The Energy Crisis Deja Vu All Over Again(Archive)
Electricity was a modern miracle. It turned night into day and made the load of humankind lighter. For all its import to society over the past century, however, the production of electricity has barely changed. Today fossil fuels still produce half of all the electricity in this country.
The Bush Administration could have changed that. It didn’t. Its energy policy painted a picture of the future as ancient and dirty as the coal and oil on which it relies.
Like the Bush plan, crisis-stricken California is mired in the past as well. In fact, its energy woes bear an eerie resemblance to the last major crisis in electricity, which occurred in the late 1920’s.
For the most part, electricity in the 1920’s was controlled by a handful of utility holding companies, which in turn were controlled by a few individuals. The most infamous of these was the Midwest Utilities Holding Company founded by Chicago transportation magnate Samuel Insull.
As a young businessman, Insull was a protégé of no less than Thomas Edison and John D. Rockefeller, two of the scions of American history. Insull learned the politics of business so well, in fact, that he ended up owning all of the urban rail lines in Chicago and the power plants that electrified them.
Propped up by the revenues generated by the production of electricity, holding companies like Insull’s issued securities for dummy companies in multiple states. When the stock market crashed in October of 1929, so did the holding companies and the investments of tens of thousands of individuals. And so did the stability of much of the electrical distribution network in the country.
This scenario should be familiar to Californians. Like the 1920’s, the market for electricity in California is poorly regulated, the demand for electricity is outpacing supply and the distribution system of electricity is narrowly controlled. And like the utility holding companies of yore, a handful of companies are using the price of electricity to amass great riches.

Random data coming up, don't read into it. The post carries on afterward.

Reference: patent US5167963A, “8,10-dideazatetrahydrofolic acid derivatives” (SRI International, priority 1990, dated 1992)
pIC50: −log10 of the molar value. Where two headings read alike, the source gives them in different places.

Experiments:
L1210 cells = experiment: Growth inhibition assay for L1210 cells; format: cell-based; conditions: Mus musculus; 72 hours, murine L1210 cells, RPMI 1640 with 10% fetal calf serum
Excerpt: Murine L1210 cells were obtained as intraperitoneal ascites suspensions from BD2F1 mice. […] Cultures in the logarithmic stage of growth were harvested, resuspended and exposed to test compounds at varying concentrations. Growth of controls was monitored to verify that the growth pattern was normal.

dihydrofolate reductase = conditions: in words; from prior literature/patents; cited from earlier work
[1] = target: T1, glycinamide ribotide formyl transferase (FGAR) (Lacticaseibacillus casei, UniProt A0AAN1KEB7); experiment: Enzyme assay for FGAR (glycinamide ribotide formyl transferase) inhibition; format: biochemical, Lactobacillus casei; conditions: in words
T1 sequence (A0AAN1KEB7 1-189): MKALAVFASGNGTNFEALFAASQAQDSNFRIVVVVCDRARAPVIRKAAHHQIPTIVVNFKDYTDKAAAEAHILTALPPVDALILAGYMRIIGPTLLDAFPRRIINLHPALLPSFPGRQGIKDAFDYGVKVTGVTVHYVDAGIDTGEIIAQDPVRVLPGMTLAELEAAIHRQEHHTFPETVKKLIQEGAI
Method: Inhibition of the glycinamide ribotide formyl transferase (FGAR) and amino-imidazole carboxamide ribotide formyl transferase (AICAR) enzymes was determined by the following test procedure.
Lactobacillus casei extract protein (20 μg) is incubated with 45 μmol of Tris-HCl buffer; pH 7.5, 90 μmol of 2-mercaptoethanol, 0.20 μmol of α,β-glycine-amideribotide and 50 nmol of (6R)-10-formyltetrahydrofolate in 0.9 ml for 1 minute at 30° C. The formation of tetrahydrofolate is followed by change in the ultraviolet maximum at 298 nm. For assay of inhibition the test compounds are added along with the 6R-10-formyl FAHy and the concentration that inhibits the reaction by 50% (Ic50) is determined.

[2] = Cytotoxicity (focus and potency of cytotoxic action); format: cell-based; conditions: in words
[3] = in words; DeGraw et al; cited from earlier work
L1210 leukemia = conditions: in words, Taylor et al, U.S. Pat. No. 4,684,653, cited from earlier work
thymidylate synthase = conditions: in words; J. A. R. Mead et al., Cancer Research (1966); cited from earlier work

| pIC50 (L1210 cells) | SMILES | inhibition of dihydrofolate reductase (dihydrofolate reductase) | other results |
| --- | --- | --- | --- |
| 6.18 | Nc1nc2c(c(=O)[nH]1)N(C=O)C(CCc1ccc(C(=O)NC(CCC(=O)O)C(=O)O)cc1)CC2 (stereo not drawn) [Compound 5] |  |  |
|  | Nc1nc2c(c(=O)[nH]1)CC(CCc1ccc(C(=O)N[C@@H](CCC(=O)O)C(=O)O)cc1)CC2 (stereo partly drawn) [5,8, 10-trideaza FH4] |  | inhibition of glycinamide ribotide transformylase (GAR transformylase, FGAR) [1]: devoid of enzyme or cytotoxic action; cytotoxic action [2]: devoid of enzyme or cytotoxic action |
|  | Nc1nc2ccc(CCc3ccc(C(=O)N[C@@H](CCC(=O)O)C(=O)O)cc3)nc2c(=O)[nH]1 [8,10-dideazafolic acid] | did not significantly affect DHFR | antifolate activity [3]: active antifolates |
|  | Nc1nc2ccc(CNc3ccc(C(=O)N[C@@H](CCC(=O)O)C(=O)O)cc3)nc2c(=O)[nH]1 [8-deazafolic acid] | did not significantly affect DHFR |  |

From the end of 1999, when the crisis began, through the end of the first quarter 2001, the stocks of energy suppliers in the state have soared. Duke Energy’s stock is up 76% during that time. Calpine’s stock is up 244%. El Paso’s stock is up 78%.
The fallout from the crisis is similar as well. Since the California crisis began, the state’s two largest utilities, PG&E and Southern Edison have indeed gone bankrupt, while blackouts roll through like the state like the waves on the Pacific.
Today, accusations of profiteering are being levied against energy suppliers by state and federal agencies. In the aftermath of the 1929 crisis, The Public Utilities Holding Company Act of 1935 was passed to regulate electric utilities because of their many nefarious deeds leading up to the crash. The country had learned that electricity was no ordinary commodity. It couldn’t (and still can’t) be easily stored like oil or coal.
Even the prevailing solution to crisis – increased production – is the same. In the 1930’s, however, the country needed jobs and power. Hydroelectric dams projects and coal-burning plants provided both. Today, the country needs economic and environmentally sustainable solutions. Solutions coming forth from California and Washington virtually ignore the sources that stand the best chance to achieve both: alternative energy.
Investors, at least, haven’t ignored alternatives. From January 1, 2000 through March 31, 2001, for example, Fuel Cell Energy, the producer of energy efficient technologies, is up 303%. AstroPower and Spire, two makers of solar products, are up 114% and 48% respectively.
As secure as the status quo looks at the moment, the promise of alternative energy is growing too bright to ignore. If there is a ray of hope is this current morass, it’s that a solution exists, but it must be found in future not the past.